Now begins the practice of running.

  1. Atha dhaavanusasanam.
    Now begins the practice of running.
  2. Padam anupadam, paadai angithapadham – na kinchit api chintaneeyam
    Feet, steps, trails. Nothing else matters.
  3. Swastha shareere swastha manasa.
    Sound mind in sound body.

Running Stitches (धावसूतृ — Dhaavasutra)
Patanjali (Translated by Nirmal Balaraman)

My intent is to run a 50 mile race shortly after my 50th birthday. Mike Swan tells me it is now time to start training.

The sutras say that it is always now, always time to begin. And, indeed, I have been running all along. But now, NOW, things get more serious.

Eric Forte suggests, politely, that I might be crazy. And so I might. Neither Eric nor I have run 50 miles at a go. On the other hand, there was once a time I had never run 26.2 miles, and that seemed crazy as well. Only time will tell.

Ken Hughes, on the other hand, thinks I should have tried it long ago.

Anyone else want to join in the potential craziness and come run in July?


9 Responses to “Now begins the practice of running.”

  1. Eric Says:

    Oh no no no, you aren’t crazy. Turn fifty, grow a beard or run an ultra, it’s all good. Doing so without being prepared might be silly, as it would be for those of us barely able to handle 26.2. Now when you run the 80 miler on your 80th birthday 🙂

    There’s at least some tradition in India for a man to renounce the world and become a monk on his 50th birthday. The idea that he’s lived life and raised a family by then, and it’s time to get down to serious business… so…. we do assume that you won’t bring your begging bowl and just keep running?

  2. Jim K Says:

    Did Patanjali really write that? I remember reading all the aphorisms back in the 60’s. Still can’t run though. Me, that is, not Patanjali.

  3. georgeruns Says:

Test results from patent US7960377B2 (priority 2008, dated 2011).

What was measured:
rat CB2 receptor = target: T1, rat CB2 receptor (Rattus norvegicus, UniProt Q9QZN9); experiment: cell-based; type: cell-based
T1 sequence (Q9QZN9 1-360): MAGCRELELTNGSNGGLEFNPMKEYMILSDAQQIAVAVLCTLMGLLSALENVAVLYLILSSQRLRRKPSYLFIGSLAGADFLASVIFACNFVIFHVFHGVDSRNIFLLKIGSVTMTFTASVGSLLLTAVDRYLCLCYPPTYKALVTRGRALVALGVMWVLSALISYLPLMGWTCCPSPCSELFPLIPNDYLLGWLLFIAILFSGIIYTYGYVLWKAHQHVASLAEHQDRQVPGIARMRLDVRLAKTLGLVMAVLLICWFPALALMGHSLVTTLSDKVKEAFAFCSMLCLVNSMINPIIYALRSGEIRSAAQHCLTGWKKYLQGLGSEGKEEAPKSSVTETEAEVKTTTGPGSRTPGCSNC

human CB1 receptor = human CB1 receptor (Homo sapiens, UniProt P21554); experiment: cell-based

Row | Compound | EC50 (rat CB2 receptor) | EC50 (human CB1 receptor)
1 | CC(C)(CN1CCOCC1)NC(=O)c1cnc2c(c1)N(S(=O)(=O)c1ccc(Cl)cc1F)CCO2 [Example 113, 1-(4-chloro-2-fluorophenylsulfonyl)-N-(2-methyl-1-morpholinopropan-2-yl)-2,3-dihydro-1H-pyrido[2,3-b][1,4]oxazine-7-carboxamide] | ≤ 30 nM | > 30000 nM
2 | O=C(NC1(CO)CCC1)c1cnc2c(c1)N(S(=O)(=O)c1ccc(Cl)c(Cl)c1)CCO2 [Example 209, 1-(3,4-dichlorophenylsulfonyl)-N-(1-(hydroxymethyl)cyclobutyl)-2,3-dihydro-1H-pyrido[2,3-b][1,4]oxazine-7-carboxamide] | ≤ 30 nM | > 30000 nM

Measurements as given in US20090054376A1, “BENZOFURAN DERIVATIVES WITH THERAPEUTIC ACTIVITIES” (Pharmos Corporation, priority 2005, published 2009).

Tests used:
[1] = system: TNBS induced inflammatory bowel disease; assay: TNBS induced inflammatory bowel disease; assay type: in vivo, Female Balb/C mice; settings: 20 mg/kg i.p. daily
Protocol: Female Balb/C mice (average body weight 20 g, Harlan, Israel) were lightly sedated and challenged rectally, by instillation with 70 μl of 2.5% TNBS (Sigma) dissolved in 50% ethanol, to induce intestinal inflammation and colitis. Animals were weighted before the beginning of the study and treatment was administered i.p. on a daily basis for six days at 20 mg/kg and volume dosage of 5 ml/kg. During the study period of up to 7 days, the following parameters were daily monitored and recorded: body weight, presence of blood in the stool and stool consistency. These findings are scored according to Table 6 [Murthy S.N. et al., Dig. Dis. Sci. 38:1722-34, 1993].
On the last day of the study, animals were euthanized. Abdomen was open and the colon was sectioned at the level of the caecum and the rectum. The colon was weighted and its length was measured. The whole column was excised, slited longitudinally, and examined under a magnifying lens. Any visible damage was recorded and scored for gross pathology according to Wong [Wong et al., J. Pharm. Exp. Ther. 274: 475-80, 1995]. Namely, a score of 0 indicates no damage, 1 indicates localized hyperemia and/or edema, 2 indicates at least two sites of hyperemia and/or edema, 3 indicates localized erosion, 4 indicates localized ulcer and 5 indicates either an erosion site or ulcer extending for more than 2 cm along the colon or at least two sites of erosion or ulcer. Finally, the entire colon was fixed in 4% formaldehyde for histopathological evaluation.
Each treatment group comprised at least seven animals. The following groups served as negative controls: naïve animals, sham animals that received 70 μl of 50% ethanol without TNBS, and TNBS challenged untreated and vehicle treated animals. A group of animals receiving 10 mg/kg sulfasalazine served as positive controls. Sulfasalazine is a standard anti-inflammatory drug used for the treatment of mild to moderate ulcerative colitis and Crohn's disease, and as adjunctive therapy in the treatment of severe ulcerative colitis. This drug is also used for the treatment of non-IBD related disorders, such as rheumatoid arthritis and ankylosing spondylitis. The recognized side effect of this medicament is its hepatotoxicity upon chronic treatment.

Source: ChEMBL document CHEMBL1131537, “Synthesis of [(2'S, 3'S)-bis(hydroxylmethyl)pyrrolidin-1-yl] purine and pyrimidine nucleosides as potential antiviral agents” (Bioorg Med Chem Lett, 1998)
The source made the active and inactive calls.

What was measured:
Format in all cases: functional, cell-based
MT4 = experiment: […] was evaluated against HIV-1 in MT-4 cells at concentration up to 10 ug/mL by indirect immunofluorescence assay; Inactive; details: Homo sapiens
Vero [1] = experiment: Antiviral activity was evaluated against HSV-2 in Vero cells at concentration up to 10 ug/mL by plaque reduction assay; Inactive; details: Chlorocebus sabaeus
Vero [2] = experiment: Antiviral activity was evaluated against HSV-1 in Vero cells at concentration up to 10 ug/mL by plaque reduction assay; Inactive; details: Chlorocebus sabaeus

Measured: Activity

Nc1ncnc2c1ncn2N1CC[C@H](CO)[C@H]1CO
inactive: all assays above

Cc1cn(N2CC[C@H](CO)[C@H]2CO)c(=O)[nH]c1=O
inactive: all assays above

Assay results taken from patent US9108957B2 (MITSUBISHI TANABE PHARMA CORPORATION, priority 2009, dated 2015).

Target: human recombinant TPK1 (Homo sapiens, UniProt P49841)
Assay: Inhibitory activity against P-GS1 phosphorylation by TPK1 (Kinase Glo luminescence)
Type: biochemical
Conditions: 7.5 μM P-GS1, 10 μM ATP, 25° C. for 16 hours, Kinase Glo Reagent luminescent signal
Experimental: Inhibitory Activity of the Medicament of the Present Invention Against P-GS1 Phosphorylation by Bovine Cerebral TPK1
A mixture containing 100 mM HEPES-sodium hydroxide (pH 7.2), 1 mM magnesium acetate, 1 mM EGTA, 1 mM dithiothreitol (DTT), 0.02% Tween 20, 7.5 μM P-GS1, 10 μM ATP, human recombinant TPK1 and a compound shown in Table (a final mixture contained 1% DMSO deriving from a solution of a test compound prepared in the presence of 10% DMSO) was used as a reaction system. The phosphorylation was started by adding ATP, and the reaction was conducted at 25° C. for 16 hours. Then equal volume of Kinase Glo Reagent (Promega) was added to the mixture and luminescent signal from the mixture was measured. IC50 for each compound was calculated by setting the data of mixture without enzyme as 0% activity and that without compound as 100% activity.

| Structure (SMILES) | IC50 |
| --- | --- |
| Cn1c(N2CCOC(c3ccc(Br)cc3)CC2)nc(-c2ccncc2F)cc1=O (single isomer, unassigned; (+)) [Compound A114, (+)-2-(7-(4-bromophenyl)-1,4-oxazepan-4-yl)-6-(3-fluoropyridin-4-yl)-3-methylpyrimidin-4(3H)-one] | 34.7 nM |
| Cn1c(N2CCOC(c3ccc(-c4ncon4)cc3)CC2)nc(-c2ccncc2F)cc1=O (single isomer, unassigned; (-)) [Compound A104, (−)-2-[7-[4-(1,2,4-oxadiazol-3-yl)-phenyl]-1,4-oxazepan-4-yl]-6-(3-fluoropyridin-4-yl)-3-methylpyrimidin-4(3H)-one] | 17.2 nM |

No, Patanjali did not write those. He wrote the Yoga sutras (maybe. probably). This is a spoof, a joke, which I got Nirmal to help me with. I was amused by the fact that “sutra” means “stitch”. So “running stitches” has a double meaning. Then I played with the yoga sutras, getting further afield as I went along.

    :-> Some aspects of renouncing the world are tempting (if people would just leave me alone!), but renouncing the world to go meditate or something feels like giving up reality in hopes of dreaming up a pleasant fiction. Begging seems shameful. Why should other people have to support my selfish renunciation? I’m quite anti-religious.

    Who knows what I’ll do at 80, I suspect it will be closer to an 80k than an 80m.

  4. JK Says:

    Actually, renunciation is far more subtle, and you don’t have to go anywhere. it’s just easier if you radically simplify your environment; but renunciation isn’t about environment. Renunciation is supposed to be entirely about reality. Instead of distracted from distraction by distraction. (By the way, a little-known fact is that Patanjali also wrote Burnt Norton.)

  5. georgeruns Says:

    I’m out of touch… what is Burnt Norton?

  6. Jim K Says:

    Sorry — it’s one of the Four Quartets, my favorite TS Eliot. I’ve read the covers off my old Faber edition (bought new for 5s in London some years ago).

  7. georgeruns Says:

    >some years ago
    I was 11 when they decimalized. The only Eliot I was reading was about cats…

  8. Ken Hughes Says:

    When we all started running- a 5K was our first big goal. Then we moved up to the 10K. After many years someone talked us into going towards the half! Could we run that far? no way! Years later we set the sights on the mighty marathon and now 10Ks and halfs are just training runs! Now that you are entering into the 50 miler, a marathon is just another training run!

    After you realize that the are not that hard and go for your first 100, belive it or not but a 50 miler just becomes another training day!!!

  9. georgeruns Says:

    Actually, the first race I ran as an adult was a marathon, the next two were halves. Then a 10K. I’m working up to 5Ks, they frighten me. I don’t like running fast.

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